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The fleecing of Bermuda

Buying a piece of the rock in Bermuda, like most things, ends up costing more when compared with buying property in other countries, such as the United States and Britain. Not just because of the high cost of real estate, but with the high mortgage rates that are charged to purchase it, creating a double whammy effect.

Malcolm Raynor has worked in the telecommunications industry in Bermuda for more than 30 years. Benefiting from Cable & Wireless’ internal training and education programmes held in Bermuda, Barbados, St Lucia (The University of the West Indies), and the UK, he rose to the level as senior vice-president. An independent thinker possessing a moderate ideology, his opinions are influenced by principle, data and trends

Every now and then, there are complaints made publicly to point out the high interest rates, and the banks counter by making a statement to justify their costs. The political parties proclaim they will address the issue, but no solution has been implemented to help make the purchase of a home less expensive.

Purchasing a house in Bermuda is one of the main contributing factors for our high cost of living. This is not on everyone’s radar because they are oblivious to the actual numbers in a mortgage and what is offered elsewhere.

Dissecting a $500,000 30-year mortgage, at a standard (Bermuda) interest rate of 6.5 per cent, here is our reality:

1, The monthly payment for a Bermuda mortgage at the above scenario is $3,160 per month for the length of the term, in contrast to $2,051 per month for a mortgage in the United States at an available interest rate of 2.79 per cent. The exact same mortgage amount and length of term in the US is $1,109 per month less

2, The total payable amount at the end of the term for a Bermuda mortgage is $1,137,722, which is 128 per cent above the $500,000 mortgaged amount. The total payable amount for a mortgage in the US is $738,360, which is 48 per cent above the same mortgaged amount

3, Bermuda residents are paying back more money in interest rates ($637,722) for a 30-year term than the mortgage itself. Another way to state this: the banks in Bermuda are making more money in interest than the actual loan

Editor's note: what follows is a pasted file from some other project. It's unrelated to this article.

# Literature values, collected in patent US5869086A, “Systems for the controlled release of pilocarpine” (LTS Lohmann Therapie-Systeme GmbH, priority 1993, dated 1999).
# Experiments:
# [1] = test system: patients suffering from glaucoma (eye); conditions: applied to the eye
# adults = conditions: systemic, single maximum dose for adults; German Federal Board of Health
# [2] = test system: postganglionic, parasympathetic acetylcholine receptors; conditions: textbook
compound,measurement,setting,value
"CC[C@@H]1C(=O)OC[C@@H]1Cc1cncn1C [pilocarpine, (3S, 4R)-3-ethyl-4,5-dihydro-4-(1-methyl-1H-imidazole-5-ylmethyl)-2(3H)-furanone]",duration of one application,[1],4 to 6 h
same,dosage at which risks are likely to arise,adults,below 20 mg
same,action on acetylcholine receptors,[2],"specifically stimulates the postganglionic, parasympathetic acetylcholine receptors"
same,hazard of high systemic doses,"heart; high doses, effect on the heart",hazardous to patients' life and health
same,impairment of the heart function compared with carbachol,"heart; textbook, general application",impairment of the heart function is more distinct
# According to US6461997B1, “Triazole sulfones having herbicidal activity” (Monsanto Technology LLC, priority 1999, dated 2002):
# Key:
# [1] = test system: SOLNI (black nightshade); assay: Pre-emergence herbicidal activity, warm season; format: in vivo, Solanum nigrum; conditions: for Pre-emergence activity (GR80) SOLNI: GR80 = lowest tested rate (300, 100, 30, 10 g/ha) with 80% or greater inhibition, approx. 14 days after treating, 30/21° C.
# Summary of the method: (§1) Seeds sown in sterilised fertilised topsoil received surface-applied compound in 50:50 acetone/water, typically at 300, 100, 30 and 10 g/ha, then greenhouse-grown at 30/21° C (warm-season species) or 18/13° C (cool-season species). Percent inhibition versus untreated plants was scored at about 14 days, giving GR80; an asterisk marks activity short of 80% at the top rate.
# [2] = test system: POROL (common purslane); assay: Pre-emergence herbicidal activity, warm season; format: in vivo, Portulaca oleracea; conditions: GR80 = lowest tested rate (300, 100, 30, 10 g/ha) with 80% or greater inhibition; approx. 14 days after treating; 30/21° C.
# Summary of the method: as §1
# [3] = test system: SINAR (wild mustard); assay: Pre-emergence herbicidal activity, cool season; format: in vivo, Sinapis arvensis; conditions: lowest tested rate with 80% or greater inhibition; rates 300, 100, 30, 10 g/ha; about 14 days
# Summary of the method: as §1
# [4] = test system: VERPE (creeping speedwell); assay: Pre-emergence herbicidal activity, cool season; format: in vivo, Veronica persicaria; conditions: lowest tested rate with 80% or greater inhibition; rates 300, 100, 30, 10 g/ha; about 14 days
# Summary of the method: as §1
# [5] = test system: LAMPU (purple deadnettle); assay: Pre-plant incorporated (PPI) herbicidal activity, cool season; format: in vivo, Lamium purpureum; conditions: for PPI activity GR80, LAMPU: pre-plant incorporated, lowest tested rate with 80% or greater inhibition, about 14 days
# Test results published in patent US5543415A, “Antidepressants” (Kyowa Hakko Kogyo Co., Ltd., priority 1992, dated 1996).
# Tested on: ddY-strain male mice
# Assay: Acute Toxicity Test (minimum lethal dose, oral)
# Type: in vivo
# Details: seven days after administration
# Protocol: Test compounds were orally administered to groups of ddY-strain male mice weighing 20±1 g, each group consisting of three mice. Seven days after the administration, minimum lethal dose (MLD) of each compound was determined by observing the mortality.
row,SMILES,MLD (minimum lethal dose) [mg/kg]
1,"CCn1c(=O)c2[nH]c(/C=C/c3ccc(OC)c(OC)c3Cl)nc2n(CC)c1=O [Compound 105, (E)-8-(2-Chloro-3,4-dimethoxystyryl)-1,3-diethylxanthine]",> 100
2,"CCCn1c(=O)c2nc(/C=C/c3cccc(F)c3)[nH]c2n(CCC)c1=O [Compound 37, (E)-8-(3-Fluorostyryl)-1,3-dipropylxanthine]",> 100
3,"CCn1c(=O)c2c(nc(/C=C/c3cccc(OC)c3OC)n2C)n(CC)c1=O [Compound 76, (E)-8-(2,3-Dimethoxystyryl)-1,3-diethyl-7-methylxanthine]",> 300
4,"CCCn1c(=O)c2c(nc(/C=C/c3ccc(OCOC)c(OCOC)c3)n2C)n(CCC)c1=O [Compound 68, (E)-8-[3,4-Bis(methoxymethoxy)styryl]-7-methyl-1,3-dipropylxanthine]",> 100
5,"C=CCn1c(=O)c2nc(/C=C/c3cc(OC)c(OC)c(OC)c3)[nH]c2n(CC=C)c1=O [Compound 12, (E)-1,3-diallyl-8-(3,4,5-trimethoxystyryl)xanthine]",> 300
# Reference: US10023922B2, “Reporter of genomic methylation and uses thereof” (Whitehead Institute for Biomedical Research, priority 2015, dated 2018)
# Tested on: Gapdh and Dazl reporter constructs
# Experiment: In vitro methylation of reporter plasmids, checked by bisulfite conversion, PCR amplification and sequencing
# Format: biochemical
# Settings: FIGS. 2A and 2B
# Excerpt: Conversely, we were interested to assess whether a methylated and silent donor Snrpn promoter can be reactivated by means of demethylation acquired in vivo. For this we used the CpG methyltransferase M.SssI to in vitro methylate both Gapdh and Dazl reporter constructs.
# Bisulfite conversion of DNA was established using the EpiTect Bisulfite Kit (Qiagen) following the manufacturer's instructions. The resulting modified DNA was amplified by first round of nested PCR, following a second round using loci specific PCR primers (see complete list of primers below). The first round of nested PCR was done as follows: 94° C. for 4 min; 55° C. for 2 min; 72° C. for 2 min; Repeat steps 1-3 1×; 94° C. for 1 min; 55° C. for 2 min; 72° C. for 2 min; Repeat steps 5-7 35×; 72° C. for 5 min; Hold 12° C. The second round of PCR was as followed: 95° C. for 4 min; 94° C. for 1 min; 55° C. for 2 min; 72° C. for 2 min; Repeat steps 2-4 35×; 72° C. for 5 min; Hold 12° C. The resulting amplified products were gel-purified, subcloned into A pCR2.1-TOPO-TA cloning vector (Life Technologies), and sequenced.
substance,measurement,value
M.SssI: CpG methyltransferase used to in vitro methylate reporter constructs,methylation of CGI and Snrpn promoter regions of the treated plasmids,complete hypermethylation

4, Using the notion that real estate appreciates over the long term at the rate of inflation, which averages at about 2.5 per cent annually, the value of the $500,000 mortgaged amount in Bermuda does not break even with the total payable amount (loan plus interest) until Year 35, which is five years after the mortgage term. In the US, the breakeven is in Year 17 after the beginning of the loan. In Britain, with an available interest rate of 3.4 per cent, the breakeven is in Year 20.

The banks have claimed their mortgage interest rates are justified in Bermuda, primarily because of the additional risk of lending and the high cost of doing business on the island. Their reasoning for an increase, at least, is true as it is unrealistic to believe our mortgage interest rates could be available in the range of 2.5 per cent to 3.5 per cent like other big countries. Bermuda does not have the various tools and programmes of lowering the risks as they do, and we all are aware of Bermuda’s high cost of doing business.

However, in the Cayman Islands, which is a similar market to Bermuda, the banks appear to be more flexible with their lending programmes. Mortgage interest rates are available as low as 4.5 per cent to those that qualify. Compared with our interest rate, using the above mortgage scenario, this would result in a total savings of $225,842 over the length of the term. The breakeven is in Year 26.